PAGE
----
Building Community, Remotely

In an online remote context, virtual learning communities (VLCs) allow us to plan for:

  • Interaction
  • Communication
  • Collaboration

This video highlights some of the reasons we might want to develop rich VLCs in remote teaching. Below are some strategies framed from instructor competencies.

Some strategies for developing interaction:

Model participation and practice good nettiquette

  • Use Discussion Forums and participate actively
  • Steer conversations in the right direction
  • Motivate and encourage

Create a safe and supportive environment/network 

  • Moderate Discussion forum 
  • Temper the dominant voices in the forum
  • Set the tone by being positive
  • Encourage and motivate students
  • Use introductions, online office hours and e-mail to promote interaction

Incorporate collaborative learning and increased opportunities for students to participate and contribute

  • Post short 10 min lectures
  • Modify course content to to include Active Learning in between lectures
  • When will students contribute and share?

Facilitate meaningful and inclusive interactions 

  • Organize small group sessions or small group study groups.
  • Be willing to put in extra effort to contact students
  • Allow anonymous discussion posts

Some strategies for developing communication:

Build a foundation for participants to introduce themselves

  • Icebreaker
  • Discussion thread

Model prompt, effective and responsive communication

  • Answer emails within a certain timeframe 
  • Set up collaborative FAQs or virtual café where students can share questions and answer them. 
  • Communicate deadlines and expectations clearly (syllabus)
  • Provide prompt feedback on assignments

Evaluate role and monitor amount of instructor contribution to discussions

  • Checklists to make sure students are contributing to conversations.
  • Check-in with ‘under-performers’ to see if there are accessibility concerns. 

Model netiquette

  • Demonstrate respect, patience and responsiveness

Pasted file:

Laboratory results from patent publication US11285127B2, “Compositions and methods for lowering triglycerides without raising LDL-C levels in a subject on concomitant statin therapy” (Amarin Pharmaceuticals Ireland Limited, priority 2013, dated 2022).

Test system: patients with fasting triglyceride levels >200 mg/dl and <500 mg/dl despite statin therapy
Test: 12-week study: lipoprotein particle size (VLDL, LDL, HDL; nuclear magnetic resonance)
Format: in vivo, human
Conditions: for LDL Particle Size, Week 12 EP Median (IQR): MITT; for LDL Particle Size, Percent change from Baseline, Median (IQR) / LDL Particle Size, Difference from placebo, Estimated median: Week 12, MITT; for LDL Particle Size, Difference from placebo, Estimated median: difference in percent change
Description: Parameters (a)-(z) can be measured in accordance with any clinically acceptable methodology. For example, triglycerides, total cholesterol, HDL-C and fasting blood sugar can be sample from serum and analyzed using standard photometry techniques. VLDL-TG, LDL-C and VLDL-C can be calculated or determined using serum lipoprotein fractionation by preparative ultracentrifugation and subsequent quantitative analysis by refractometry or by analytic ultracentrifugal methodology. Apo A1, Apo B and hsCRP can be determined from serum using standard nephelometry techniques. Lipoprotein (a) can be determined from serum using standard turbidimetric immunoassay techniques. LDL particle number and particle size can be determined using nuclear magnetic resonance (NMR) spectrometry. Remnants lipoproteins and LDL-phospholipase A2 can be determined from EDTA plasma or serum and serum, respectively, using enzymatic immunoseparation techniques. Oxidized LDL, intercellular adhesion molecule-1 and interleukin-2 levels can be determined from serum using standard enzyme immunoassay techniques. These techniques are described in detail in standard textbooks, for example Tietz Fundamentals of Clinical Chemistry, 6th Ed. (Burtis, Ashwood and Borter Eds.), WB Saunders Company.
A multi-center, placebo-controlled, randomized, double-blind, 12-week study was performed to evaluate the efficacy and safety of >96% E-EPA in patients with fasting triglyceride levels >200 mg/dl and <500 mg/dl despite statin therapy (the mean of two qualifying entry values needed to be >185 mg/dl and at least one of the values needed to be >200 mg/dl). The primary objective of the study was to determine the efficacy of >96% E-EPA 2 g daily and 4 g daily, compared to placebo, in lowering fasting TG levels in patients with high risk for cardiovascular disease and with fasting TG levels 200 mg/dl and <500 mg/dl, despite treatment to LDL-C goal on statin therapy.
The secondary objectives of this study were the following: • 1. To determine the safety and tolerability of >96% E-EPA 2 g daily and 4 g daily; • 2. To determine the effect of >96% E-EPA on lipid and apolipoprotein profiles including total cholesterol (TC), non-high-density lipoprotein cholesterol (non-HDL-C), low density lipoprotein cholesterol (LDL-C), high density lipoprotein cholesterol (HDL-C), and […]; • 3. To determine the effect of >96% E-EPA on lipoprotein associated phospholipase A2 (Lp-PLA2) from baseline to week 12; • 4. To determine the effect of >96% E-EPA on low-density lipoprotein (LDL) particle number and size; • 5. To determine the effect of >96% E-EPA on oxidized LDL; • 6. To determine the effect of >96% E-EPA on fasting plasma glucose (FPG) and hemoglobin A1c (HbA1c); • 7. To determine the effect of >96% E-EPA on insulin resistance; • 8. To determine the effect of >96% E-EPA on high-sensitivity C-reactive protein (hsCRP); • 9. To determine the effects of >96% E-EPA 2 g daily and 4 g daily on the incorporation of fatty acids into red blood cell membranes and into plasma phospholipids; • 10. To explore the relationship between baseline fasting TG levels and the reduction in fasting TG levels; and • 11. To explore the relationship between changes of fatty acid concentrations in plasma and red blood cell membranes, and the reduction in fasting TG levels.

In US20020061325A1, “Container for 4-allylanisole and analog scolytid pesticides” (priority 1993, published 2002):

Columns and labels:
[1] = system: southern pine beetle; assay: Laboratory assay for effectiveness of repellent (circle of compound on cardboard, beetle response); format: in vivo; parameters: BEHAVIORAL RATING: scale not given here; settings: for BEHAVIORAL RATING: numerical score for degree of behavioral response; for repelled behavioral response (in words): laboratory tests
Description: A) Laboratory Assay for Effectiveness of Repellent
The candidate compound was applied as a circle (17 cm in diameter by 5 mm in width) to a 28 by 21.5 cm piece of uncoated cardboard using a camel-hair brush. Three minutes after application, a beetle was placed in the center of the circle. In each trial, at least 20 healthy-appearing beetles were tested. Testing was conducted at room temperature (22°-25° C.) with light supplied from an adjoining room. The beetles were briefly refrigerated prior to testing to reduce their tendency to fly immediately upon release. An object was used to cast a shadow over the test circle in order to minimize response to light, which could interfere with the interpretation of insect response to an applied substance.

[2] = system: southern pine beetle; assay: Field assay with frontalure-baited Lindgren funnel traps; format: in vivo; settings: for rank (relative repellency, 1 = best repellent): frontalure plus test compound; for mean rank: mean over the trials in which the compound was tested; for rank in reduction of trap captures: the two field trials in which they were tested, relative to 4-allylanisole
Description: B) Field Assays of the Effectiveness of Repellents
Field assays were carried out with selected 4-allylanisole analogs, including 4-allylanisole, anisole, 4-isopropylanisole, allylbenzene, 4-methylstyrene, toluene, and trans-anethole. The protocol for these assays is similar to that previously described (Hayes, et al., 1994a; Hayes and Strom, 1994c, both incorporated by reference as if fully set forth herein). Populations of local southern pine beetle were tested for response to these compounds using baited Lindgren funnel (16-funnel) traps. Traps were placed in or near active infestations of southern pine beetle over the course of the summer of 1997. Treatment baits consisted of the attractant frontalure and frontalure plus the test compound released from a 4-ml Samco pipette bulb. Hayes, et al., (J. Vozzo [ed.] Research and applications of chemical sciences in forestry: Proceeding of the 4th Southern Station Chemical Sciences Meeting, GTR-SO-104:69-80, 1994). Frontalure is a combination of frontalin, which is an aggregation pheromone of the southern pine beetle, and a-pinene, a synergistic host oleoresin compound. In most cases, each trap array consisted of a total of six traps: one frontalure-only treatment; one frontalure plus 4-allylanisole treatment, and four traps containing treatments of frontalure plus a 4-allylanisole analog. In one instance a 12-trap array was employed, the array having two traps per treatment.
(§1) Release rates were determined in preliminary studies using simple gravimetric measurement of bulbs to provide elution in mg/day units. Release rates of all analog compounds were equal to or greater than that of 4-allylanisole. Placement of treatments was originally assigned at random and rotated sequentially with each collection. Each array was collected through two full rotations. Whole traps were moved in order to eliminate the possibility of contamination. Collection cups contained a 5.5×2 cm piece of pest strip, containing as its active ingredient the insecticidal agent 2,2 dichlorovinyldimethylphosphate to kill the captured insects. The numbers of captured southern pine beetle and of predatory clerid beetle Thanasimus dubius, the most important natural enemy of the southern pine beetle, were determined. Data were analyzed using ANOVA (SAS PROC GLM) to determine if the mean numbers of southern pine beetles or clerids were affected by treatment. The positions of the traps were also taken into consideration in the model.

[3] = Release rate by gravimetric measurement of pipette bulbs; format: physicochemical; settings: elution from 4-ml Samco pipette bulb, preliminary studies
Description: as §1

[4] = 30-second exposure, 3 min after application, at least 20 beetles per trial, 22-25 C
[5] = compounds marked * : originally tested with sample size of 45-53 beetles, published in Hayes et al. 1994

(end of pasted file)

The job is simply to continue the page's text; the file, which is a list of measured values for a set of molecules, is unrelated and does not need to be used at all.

• Don’t ignore questions.
  • Steer conversations in the right direction
  • Keep a positive tone

Some strategies for developing collaboration:

Foster Learner-centeredness

  • Included Group work
  • Incorporate enquiry based and problem based learning
  • Promote reflection and self directedness
    • journalling
    •  blogging

Promote and support peer learning

  • Peer reviews
  • Peer feedback

Encourage, acknowledge, or reinforce student contributions

  • Provide opportunities and choice for students to contribute and share
    • Posters
    • Video, etc.

Empower students to work independently

  • Help groups set norms
  • How to use breakout rooms or their own webex rooms
  • Promote reflective practice 
    • Provide rubrics
    • Encourage journaling

Readings

Transforming Your Online Teaching From Crisis to Community

https://www.insidehighered.com/advice/2020/03/11/ensuring-online-teaching-engages-students-and-maintains-community-opinion

Five Qualities of Transformative VLCs

https://www.teachingquality.org/five-qualities-of-transformative-vlcs/

How to Prepare and Moderate Online Discussions for Online Learning 

https://teachonline.ca/sites/default/files/tools-trends/downloads/how_to_plan_for_and_moderate_online_discussions.pdf

References

Farmer, H. M., & Ramsdale, J. (2016). Teaching competencies for the online environment. Canadian Journal of Learning & Technology, 42(3), 1–17.

https://www.cjlt.ca/index.php/cjlt/article/view/27471/20218

Smith, T. C. (2005). Fifty-one competencies for online instruction. The Journal of Educators Online 2(2). Retrieved from http://www.thejeo.com/Ted%20Smith%20Final.pdf 

Schwier, R.A. (2001). Catalysts, emphases and elements of virtual learning communities: Implications for research and practice. https://www.researchgate.net/publication/234622084_Catalysts_Emphases_and_Elements_of_Virtual_Learning_Communities_Implications_for_Research_and_Practice/citations

Thank you to Nazreen Beaulieu for your support in preparing these resources.